Good Finds

A couple of products/brands you’ll be pleased to know.

By Tony Dear

They’re still happening certainly –  Ping has been quite active recently releasing the Anser Patent 55 putter, 4.0 Glide Wedges and PLD Milled putters in the last couple of weeks, while Scotty Cameron introduced seven new Phantom X putters yesterday (with three more coming in June), TaylorMade debuted its distinctive new Tour Response Stripe ball along with the Tour Response and Soft Response balls at the end of last week and Tour Edge added to its Exotics line with the C722 and E722 drivers and irons – but hardware launches, and those of the bigger-ticket type, have slowed significantly since the close of 2021 and the PGA Merchandise Show toward the end of January.

We reached the point where golf news became a year-round thing years ago, but there are periods when it’s not quite so, er, loud.
Such times allow us to mention products that would otherwise get lost in the noise – items that may not cost much or come complete with $multi-million marketing budgets, but which enhance our enjoyment of the game nonetheless. Here’s two we suspect you haven’t heard of but are worth knowing.

No Sweat

Justin Johnson played in a hockey league in Minneapolis where a number of players taped sanitary pads to the inside of their helmets to prevent sweat from dripping into their eyes. It wasn’t an ideal solution so, in 2008, Johnson, an entrepreneur and inventor, went to work with various polymers creating a proprietary layering system that immediately wicked sweat from the skin and locked it in inside an interior core preventing odor from escaping and sweat from impairing the player’s vision. Word got round and before long the adhesive NoSweat liners which can easily be replaced (typically after four or five games/rounds) were adopted by NFL players as well as those from MLB and the NHL. In recent years, they have also found their way into the caps of PGA Tour players.

NoSweat liners are comfortable (barely noticeable really), hypoallergenic, prevent stains from forming and reduce or eliminate fogging of visors or sunglasses. They are available in packs of three, six, 12 or 25.

$12.95 (3), $17.95 (6), $29.95 (12), $44.95 (25)
Subscribe and save 60% ($26.97) on your first order, and 30% ($13.49) on all remaining orders.

Whiskers Shoelaces

Necessity is the mother of invention, of course, so when Kyle Groth snapped a shoelace while dressing one day and then searched for replacements but discovered few places sold “just laces” and those that did sold really boring ones, he decided to invent shoelaces that were different – ”tiny little rebellious threads of self-expression” is how they are described on the company’s web site – and which didn’t come attached to any shoes.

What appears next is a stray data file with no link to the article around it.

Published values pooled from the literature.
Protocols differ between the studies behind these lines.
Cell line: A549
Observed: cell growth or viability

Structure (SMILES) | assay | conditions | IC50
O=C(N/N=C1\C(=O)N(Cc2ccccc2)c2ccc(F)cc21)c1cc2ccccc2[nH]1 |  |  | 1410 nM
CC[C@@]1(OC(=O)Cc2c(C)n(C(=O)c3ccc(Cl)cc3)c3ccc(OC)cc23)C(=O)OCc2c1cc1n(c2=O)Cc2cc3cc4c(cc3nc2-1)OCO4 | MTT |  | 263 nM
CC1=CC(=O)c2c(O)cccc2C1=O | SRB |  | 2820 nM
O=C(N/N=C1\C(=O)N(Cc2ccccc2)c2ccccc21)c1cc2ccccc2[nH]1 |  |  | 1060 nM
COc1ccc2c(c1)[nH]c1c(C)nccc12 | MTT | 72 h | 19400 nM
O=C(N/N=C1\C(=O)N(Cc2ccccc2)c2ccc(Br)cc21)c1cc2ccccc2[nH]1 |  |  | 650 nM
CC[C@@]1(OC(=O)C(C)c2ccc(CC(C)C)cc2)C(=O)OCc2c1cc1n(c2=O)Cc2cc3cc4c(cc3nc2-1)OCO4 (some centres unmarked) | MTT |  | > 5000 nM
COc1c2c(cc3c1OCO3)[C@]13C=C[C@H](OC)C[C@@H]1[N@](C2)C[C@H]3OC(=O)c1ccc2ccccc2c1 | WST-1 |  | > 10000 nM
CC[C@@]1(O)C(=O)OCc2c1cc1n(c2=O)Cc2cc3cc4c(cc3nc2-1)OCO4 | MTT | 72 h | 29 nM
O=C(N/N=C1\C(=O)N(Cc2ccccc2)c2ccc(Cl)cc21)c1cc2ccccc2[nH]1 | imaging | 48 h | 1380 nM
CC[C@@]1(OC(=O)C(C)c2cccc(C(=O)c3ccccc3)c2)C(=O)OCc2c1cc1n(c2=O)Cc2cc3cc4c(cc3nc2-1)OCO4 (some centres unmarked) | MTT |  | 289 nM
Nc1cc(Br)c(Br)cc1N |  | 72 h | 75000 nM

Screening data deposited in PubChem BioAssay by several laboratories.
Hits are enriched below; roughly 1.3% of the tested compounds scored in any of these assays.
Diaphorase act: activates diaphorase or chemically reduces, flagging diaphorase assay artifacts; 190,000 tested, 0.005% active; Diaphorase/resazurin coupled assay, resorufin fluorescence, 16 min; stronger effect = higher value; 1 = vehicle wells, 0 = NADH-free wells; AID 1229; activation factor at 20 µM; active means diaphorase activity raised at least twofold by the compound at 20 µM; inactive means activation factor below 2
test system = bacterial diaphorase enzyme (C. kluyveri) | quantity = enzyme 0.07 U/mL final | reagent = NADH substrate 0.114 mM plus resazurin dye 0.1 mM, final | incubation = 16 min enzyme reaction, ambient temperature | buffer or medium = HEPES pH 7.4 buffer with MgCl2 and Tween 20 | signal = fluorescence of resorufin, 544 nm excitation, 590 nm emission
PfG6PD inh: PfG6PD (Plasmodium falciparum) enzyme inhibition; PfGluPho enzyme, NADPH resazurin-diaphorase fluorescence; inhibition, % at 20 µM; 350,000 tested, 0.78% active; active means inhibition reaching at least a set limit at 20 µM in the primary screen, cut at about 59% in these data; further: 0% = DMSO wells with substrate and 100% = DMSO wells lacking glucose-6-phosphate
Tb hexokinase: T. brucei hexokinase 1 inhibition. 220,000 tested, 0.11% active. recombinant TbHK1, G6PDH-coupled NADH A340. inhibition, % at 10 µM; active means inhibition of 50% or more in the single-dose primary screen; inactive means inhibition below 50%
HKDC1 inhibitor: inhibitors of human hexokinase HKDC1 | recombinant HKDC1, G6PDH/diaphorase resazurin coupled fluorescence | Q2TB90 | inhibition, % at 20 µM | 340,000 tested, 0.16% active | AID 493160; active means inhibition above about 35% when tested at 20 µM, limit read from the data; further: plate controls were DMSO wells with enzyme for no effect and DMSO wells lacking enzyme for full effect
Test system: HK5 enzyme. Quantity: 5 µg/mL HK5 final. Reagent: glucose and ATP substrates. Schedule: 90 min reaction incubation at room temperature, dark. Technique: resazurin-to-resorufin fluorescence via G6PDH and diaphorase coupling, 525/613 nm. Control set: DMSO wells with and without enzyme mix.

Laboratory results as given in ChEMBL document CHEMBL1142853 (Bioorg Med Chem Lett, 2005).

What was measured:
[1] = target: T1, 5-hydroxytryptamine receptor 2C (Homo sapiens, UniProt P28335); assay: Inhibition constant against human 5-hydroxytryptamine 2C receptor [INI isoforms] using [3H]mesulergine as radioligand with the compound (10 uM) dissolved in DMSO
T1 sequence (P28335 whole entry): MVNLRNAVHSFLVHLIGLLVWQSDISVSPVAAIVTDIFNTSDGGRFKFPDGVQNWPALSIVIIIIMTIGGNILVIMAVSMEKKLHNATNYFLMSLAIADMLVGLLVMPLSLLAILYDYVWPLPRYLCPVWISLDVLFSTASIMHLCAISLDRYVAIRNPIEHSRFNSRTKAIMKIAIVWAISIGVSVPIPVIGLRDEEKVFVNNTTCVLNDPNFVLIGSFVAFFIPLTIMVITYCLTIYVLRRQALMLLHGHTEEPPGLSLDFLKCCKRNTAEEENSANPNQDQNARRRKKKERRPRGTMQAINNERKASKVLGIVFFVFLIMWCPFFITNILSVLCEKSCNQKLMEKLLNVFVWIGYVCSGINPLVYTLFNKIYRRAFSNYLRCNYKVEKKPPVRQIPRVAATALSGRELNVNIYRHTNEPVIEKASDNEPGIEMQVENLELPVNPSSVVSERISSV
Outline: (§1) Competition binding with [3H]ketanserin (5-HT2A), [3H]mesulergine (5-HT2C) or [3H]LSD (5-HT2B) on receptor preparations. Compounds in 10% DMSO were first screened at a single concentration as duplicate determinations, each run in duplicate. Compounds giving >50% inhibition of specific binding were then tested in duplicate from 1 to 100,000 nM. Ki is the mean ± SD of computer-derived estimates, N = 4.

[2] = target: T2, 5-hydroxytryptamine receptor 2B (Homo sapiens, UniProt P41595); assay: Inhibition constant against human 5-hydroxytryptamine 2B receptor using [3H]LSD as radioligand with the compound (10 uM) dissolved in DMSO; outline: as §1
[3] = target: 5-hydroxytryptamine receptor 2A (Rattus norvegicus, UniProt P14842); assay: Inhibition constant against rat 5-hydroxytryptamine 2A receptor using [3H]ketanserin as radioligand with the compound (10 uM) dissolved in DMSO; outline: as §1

So the Cornell graduate, who had captained the university’s baseball team, graduated with a major in finance and minor in hospitality and who had helped build successful spirits, media and tech brands, took himself down a six-month rabbit-hole to find out everything he could about the shoelace business. Having emerged (partially), at the end of 2017, he founded Whiskers Shoelaces alongside co-founder, Mike Gossett who had a combined 23 years of experience in the shoe business working first at Nike, then Crocs.

At first, no factory in America would make the distinctive laces so production began in Taiwan. But the going was awfully slow with just 100 or so pairs being sold in the first few months. Word of mouth helped sales rise to 1,000 pairs per month by the end of 2018 which is when customers started requesting laces for boots and sneakers.

Production moved to North Carolina in 2020, and now the company offers laces in four categories, ten lengths, four patterns, eleven colors and three shapes. The laces are made from recycled plastic bottles, and the spools around which they are wound come from a birch farm in Maine.

Whiskers began making golf laces at the end of 2021 and now offers 79 different styles and lengths. It also offers a dozen styles of sock.

$15 (individual pair). $40-$60 (lace bundles – three-five pairs). Socks are $18 per pair. Lace/sock bundles are also available.

For more on the latest and greatest gear in golf, visit our GEAR PAGE.
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